“Studio artists are able to attend residencies overseas, such as in India, Cuba and the rest of Africa. They’ve been invited to exhibit at international biennales. Young artists who have won the Reinhold Cassirer Award and the David Koloane Mentorship, their careers have really taken off. The Bag Factory is sustaining the culture of the country.”
Mautola likes to work with found objects. “I’ve always worked with found objects. I like to recycle things.” One example is a sculpture in his studio made out of an old spade, a pickaxe and a wheelbarrow, which have been electroplated. Another is a mask made out of a plastic canister, its spout becoming a mouth.
He is currently working a series of paintings on the different views from the Bag Factory studios, showing the mosque and Fordsburg’s old shops. “I am documenting Joburg. It’s a forever changing city; but these paintings [of its views] will last forever.”
Blessing Ngobeni applied for and won the Reinhold Cassirer Award in 2012 and now rents a studio at the complex. His career has blossomed since winning the award and he feels that this experience has benefitted him both “artistically and personally”. “My works are now being recognised around the world. Art collectors know my work. All the media recognition I’ve got has stemmed from winning this award. I now have an upcoming residency in San Francisco.”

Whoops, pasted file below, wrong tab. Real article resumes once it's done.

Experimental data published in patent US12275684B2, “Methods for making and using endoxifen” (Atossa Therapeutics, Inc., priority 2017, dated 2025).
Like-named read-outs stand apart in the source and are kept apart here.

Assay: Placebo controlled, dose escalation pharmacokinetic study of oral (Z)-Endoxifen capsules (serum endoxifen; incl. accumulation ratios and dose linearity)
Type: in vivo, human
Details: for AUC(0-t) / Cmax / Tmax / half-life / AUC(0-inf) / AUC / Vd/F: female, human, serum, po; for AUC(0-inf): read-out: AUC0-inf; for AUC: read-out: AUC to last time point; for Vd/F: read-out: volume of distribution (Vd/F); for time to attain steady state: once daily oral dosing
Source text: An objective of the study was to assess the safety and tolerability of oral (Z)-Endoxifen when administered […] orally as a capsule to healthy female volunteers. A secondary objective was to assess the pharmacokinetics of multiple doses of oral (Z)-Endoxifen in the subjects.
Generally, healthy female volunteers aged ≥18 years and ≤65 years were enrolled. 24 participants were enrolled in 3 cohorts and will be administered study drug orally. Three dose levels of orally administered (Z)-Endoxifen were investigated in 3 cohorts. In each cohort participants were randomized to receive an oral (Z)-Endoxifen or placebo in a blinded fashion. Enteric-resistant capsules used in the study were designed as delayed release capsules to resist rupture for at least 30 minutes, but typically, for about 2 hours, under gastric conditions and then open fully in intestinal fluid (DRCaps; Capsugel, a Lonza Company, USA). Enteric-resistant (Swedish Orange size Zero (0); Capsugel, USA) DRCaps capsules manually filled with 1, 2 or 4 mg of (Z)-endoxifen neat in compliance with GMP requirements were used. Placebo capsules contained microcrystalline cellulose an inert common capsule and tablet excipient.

Blessing Ngobeni. (Image: Gabrielle Ozynski)
Ngobeni is working on a series called Dialogue with the Masters for an exhibition to be held from 22 to 24 August at the Sandton Convention Centre. Ten contemporary artists have been invited to engage with influential works of South African masters to celebrate 20 years of democracy. Artist Dumile Feni, who went into exile in the United States, where he died in 1991, is Ngobeni’s choice.
“Dumile Feni was free as an artist even though he was oppressed. To engage visually with Feni, I looked at how he was neglected, how he was isolated and ended up a damaged person. He was in exile and then he died. But now he is alive again through this work.”
Artist Gail Behrmann studied fine art under Bill Ainslie at the Johannesburg Art Foundation in the 1970s. An artist and filmmaker, Behrmann has rented a studio at the complex for three years. “The Bag Factory allows for interaction between artists, sharing techniques and help when needed. Having individual studios also allows for the necessary privacy to create. The office administration is excellent, which leaves artists to do what they do best – make art,” she says. Her abstract images “explore positive and negative space”.